Manny Ramirez abruptly dropped an appeal of his drug suspension within hours of a scheduled hearing last week, cornered not by test results but by a prescription for a banned substance that appeared in his medical records, sources told The Times.
The substance -- human chorionic gonadotrophin (HCG) -- is classified as a performance-enhancing substance in baseball's drug policy.
Although a test result revealed elevated levels of testosterone and triggered an investigation, Ramirez ultimately accepted his suspension on the basis of a little-known clause in baseball's drug policy enabling the commissioner to levy suspensions "for just cause," the sources said.
Within the first two weeks of April, Ramirez was notified that he had tested positive for abnormally high levels of testosterone during spring training. His test showed between four and 10 times the normal range of testosterone, ESPN reported Monday night.
Further testing revealed the testosterone to be synthetic, as opposed to naturally occurring within Ramirez's body, the New York Daily News reported.
In their appeal, Ramirez and his representatives planned to argue the testosterone indicated the presence of DHEA, a steroid precursor banned under Olympic rules but not under federal law or baseball's drug policy, the San Diego Union-Tribune reported.
However, that drug policy also includes a requirement that players must turn over medical records for reasonable cause. The union provided Ramirez's records, which included a prescription from a private physician for HCG.
Ramirez had not obtained a therapeutic-use exemption from baseball, which certifies the use of banned substances for proven medical need.
That "non-analytical evidence" -- that is, evidence beyond a positive test -- was the basis for the 50-game suspension. On the eve of the hearing scheduled last Wednesday, Ramirez dropped his appeal, and the suspension was announced the following day.
Scott Boras, the agent for Ramirez, has declined to comment on matters involving the suspension, including why the appeal was dropped. Baseball's drug policy restricts the commissioner's office and players' union from comment.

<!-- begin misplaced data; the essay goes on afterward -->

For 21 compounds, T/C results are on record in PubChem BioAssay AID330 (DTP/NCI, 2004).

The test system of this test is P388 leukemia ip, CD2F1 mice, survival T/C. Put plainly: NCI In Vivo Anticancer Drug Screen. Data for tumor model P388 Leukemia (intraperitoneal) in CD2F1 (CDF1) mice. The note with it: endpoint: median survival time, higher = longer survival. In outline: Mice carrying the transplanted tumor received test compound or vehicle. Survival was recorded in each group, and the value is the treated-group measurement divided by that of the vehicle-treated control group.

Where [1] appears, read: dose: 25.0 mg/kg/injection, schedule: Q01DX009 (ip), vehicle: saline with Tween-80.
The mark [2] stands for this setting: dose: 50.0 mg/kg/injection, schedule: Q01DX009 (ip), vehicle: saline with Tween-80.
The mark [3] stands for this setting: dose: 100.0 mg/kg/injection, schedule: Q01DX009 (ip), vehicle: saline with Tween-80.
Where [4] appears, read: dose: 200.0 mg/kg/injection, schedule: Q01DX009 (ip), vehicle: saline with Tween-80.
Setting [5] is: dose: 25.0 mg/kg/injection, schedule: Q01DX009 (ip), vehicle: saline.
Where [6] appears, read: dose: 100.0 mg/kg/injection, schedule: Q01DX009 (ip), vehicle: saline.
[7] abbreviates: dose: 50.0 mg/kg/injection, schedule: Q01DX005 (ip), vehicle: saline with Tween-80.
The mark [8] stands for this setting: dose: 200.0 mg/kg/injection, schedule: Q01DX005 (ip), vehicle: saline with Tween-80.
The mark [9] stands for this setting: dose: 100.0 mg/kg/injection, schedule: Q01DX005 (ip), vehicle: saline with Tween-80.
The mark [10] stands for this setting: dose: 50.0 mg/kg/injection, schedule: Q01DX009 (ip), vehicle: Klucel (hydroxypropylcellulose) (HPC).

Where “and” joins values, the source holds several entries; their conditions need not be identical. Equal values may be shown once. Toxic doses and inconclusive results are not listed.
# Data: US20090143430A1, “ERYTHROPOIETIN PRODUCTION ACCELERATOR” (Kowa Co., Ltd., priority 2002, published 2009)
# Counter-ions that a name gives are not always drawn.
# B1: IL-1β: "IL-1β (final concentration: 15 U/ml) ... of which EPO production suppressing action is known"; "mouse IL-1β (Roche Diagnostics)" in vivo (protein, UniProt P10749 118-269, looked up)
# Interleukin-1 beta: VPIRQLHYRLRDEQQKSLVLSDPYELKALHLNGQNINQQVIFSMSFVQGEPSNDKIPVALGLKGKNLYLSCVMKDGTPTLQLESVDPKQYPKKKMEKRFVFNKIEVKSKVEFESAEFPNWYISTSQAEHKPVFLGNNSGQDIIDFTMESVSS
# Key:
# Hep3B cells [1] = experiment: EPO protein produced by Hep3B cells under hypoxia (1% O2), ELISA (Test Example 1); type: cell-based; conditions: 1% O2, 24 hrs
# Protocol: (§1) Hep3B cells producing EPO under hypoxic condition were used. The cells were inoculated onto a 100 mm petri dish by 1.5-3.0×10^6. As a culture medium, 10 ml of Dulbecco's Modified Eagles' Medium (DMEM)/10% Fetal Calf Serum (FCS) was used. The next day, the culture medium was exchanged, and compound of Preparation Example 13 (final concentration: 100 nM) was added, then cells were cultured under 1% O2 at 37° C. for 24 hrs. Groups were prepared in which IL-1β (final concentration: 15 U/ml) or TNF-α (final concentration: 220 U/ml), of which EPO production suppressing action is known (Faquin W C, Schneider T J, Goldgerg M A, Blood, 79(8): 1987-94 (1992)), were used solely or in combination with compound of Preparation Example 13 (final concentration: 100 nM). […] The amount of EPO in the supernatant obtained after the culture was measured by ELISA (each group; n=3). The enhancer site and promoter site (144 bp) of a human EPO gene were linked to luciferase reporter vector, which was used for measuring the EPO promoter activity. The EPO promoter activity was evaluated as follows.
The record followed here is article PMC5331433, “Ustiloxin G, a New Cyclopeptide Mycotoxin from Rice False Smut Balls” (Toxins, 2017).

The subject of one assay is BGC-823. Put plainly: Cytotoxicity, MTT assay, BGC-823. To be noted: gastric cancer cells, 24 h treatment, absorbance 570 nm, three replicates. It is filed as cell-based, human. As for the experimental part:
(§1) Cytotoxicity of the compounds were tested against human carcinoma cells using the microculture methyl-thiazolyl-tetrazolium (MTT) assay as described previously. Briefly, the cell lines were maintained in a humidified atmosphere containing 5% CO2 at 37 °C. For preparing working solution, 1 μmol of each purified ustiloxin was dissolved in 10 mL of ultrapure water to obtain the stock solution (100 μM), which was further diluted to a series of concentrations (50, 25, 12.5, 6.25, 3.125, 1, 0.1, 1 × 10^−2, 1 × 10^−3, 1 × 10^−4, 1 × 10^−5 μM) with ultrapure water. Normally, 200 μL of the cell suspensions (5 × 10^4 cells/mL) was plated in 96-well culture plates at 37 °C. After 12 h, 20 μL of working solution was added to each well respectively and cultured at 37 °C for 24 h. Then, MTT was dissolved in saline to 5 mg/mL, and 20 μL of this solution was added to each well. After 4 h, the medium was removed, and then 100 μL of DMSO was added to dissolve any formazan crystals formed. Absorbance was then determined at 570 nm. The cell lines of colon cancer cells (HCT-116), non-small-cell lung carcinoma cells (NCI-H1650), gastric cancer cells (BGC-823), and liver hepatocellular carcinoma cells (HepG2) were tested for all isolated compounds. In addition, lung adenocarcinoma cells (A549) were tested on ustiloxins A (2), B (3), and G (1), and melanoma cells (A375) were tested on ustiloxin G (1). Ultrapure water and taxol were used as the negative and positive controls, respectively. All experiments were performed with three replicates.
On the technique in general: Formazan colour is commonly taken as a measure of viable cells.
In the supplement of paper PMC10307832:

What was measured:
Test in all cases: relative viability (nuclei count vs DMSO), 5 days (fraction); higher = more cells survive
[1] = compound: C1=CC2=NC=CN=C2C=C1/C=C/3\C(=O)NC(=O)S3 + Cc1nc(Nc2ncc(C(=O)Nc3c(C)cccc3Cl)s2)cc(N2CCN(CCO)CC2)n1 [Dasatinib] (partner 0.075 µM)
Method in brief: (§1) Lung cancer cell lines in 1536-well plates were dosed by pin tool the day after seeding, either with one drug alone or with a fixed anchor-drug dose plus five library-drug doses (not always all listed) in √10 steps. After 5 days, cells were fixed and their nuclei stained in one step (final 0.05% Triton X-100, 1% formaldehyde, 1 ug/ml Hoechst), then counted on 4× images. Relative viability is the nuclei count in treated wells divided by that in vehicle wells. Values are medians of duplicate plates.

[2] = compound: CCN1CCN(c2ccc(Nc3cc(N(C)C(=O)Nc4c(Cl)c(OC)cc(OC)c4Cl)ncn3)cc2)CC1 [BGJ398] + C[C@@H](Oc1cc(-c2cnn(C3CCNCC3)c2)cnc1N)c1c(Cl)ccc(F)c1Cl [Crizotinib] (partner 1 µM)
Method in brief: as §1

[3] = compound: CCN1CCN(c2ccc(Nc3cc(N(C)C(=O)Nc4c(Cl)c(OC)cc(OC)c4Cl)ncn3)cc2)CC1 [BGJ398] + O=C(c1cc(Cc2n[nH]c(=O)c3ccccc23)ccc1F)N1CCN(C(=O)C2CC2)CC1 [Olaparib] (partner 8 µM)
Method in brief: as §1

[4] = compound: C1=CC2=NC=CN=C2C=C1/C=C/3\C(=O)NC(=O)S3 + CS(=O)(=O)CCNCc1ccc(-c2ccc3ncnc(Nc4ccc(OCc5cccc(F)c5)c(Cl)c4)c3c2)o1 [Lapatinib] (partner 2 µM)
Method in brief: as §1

However, sources said that the appeal was dropped because the evidence of the prescription without the existence of an exemption gave baseball indisputable proof of a violation of the drug policy. In addition, Ramirez could complete his suspension before the second half of the season, rather than risk waiting weeks or months for a hearing that would be unlikely to succeed and could turn up additional evidence.
Baseball officials agreed not to contest the issue further, because a 50-game suspension is the maximum punishment for a first offender and the testosterone-related case would have been more difficult to prove.
In a statement issued by the players' union, Ramirez said he took "a medication, not a steroid," prescribed by a physician unaware that the substance was banned under baseball's drug policy.
Although anti-doping experts have said HCG is commonly used to replenish testosterone after a cycle of steroids, sources close to Ramirez have suggested the HCG was prescribed to combat issues surrounding sexual performance.
Ramirez is 36. Among men ages 30-39, about 2% have significantly low levels of testosterone, said Dr. Glenn Braunstein, chairman of the Department of Medicine at Cedars-Sinai Medical Center.
Braunstein, an expert in reproductive endocrinology, said such patients generally would be treated with testosterone, not with HCG.
"There's no reason to use it in healthy male adults," he said.
In rare cases, he said, HCG could be prescribed. In the case of a healthy male in Ramirez's age group, he said, the odds of such treatment would be less than 1 in 1,000.
Times staff writer Dylan Hernandez contributed to this report.
When: 4 PDT.
Where: Citizens Bank Park.
On the air: TV: Ch. 9. Radio: 790, 930.
Pitchers: Clayton Kershaw vs. Chan Ho Park.
Randy Wolf (1-1, 2.95) vs. Jamie Moyer (3-2, 7.26) Wednesday, 4 p.m.; Chad Billingsley (5-1, 2.45) vs. Cole Hamels (1-2, 6.17) Thursday, 10 a.m.
Update: Park, a standout long reliever with the Dodgers last season, signed with the Phillies in part because he wanted to be a starter again. He has had a rough season but pitched well in his last start, limiting the New York Mets to a hit over six shutout innings. Park will have to continue to pitch well to keep his spot in the rotation. Kershaw held Washington to a run over five innings in his last start and wasn't allowed to pitch any longer because his pitch count was already at 99. He was doomed to a premature exit by a 31-pitch first inning.
-- Dylan Hernandez